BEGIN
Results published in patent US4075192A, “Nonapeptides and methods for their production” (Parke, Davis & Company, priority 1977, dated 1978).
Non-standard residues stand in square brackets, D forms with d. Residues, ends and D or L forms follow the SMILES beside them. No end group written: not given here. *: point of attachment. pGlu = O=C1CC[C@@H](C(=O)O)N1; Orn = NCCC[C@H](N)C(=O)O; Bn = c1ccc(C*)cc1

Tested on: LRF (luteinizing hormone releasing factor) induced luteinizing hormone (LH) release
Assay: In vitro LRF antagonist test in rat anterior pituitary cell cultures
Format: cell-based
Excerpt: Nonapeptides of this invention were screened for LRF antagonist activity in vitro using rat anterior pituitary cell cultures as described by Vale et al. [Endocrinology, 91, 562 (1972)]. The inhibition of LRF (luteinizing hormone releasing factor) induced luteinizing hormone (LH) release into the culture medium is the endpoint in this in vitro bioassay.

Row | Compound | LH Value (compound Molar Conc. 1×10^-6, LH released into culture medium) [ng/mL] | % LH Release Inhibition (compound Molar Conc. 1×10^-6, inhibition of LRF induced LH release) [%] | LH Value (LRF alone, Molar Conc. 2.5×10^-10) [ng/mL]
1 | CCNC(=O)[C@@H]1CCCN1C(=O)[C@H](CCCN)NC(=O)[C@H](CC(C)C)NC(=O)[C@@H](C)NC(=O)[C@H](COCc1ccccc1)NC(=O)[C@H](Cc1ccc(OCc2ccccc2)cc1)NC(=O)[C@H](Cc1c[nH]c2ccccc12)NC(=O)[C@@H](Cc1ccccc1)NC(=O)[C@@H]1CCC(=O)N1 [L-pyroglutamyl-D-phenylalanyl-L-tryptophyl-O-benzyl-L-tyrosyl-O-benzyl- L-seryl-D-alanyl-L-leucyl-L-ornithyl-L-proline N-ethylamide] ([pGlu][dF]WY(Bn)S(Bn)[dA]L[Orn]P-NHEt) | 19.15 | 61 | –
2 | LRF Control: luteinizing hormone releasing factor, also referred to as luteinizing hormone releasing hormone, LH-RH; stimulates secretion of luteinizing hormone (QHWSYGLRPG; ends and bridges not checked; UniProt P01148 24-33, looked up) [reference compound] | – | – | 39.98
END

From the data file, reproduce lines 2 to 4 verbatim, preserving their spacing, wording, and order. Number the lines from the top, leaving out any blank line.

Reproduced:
Non-standard residues stand in square brackets, D forms with d. Residues, ends and D or L forms follow the SMILES beside them. No end group written: not given here. *: point of attachment. pGlu = O=C1CC[C@@H](C(=O)O)N1; Orn = NCCC[C@H](N)C(=O)O; Bn = c1ccc(C*)cc1

Tested on: LRF (luteinizing hormone releasing factor) induced luteinizing hormone (LH) release
Assay: In vitro LRF antagonist test in rat anterior pituitary cell cultures